Cameroon Infant and Young Child Feeding Strategy Validated (2014 - 2020)
By James Achanyi-Fontem, camlinknewsEmail: firstname.lastname@example.org
A workshop to launch the multi-sectored platform for validation of the road map for reduction of chronic malnutrition in Cameroon was organised from the 18th – 20th August 2014 in Douala. Supported financially by UNICEF, it brought together actors from the ministry of social affairs, public healh, trade, women and family promotion, animal breeding and fisheries, higher education, territorial administration, plan and regional development, HKI, OFSAD, Plan, ACMS, UNICEF, WFP, WHO, UNHCR. UNFPA and FAO.
The deliberations were coordinated by the Director for Health Promotion, Dr. Cheumaga Bernard who was assisted by Okala Georges, Sud Director for food and nutrition. Within four days, the participants in four groups discussed the national strategic plan for Infant and Young Child Feeding covering the period 2014 – 2020.
Issued treated were related to feeding of the young girl, pregnant woman and lactating mother, early initiation of breastfeeding from the first hour after birth for the first six months with the necessity to give colostrum to the baby and optimal breastfeeding up to 24 months and beyond. Complimentary feeding and the fortification of foods took greater space as a means to reduce malnutrition as well as breastfeeding In difficult and exceptional situations of emergency, poverty, malnutrition, HIV and child illnesses.
On communication, it was emphasized that there has to be a lot of advocacy for social change and social mobilisation of communities for behaviour change communication. The Innocenti Declaration and BABY Friendy Hospital Initiative associated to Community Baby Friendly Initiative were used as tools to illustrate operational objectives.
As far as the application of priority measures was concerned, it turned out that five reports had to be established covering protection of breastfeeding, encouragement, support to health systems and within the communities without forgetting one on infant and yound child feeding support in difficult and exceptional situations.
The different partners had to establish their contributions and obligations for the achievement of the planned goals with the involvement of government, interested parties, professional health associations, non-governmental organisations, enterprises, social partners and international organisations.
It was observed that infant mortality of children below 5 has not evolved in Cameroon since 1991. The studies carried out show that bad feeding practices of infants are at the origin of 29% of deaths of children below 5 years, while chronic malnutrition is very high. The number of malnourished children is on the increase during to babies born by seropositive mothers.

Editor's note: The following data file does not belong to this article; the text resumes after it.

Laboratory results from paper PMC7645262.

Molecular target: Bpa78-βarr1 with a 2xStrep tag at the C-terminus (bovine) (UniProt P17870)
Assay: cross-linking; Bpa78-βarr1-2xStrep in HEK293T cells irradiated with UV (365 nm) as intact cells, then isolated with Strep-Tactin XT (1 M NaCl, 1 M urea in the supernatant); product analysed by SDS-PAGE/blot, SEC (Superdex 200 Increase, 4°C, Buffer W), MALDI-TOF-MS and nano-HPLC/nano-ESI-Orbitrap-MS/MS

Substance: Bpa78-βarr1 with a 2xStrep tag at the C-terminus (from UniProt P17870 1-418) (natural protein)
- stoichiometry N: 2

This reduces the intellectual output and productive performance of the population affected. For this reason, the formulation of a pertinent strategy for infant and young child feeding would necessary to reverse the situation in Cameroon, especially in a situation confronted by recurring diarrhoea diseases, yellow fever, malaria, respiratory channel infections covering 20 to 70 % of the cases notified and attributed to malnutrition. This worsens the already discouraging poverty margin of the population.
The current infant and young child feeding strategy has been put in place within the following guidelines;
• Identification of pertinent and realistic interventions which have worked well elsehere.
• Insistence on mother and family support to permit them play a crucial role in the good development of their children.
• It defines the obligations and responsibilities of the government, national and international organisations and other parties.
• Identification of priority axes at the different levels of intervention.
• Identification of key actors
• Definition of strategies to be put in place to achieve the objectives of infant anf young child feeding.
James Achanyi-Fontem, is a Senior Health Journalist and Communication Consultant. He worked as a health journalist and broadcaster for 30 years with Radio Cameroon and later Cameroon Radio Television, CRTV before retiring in 2005 to engage fully with Cameroon Link (Human Assistance Programme). Cameroon Link is a registered charity, not-for-profit organisation involved in the promotion of community health, humanitarian assistance, promotion of women and child rights through involvement of communities in Cameroon for mother and child health care. Cameroon Link is a partner to Commonwealth of Learning (COL), Farm Radio International (FRI), International Baby Food Action Network (IBFAN Africa), World Alliance for Breastfeeding Action (WABA). As the intermediary of Commonwealth of Learning (COL), Cameroon Link is engaged to implement a Cameroon Rural Radio story design Programming through an investigative research, which aims to discover through interviewing beneficiaries of health programmes on their interests, documenting and disseminating new ideas about how radio stations produce and air Healthy Communities Radio Programs in Cameroon.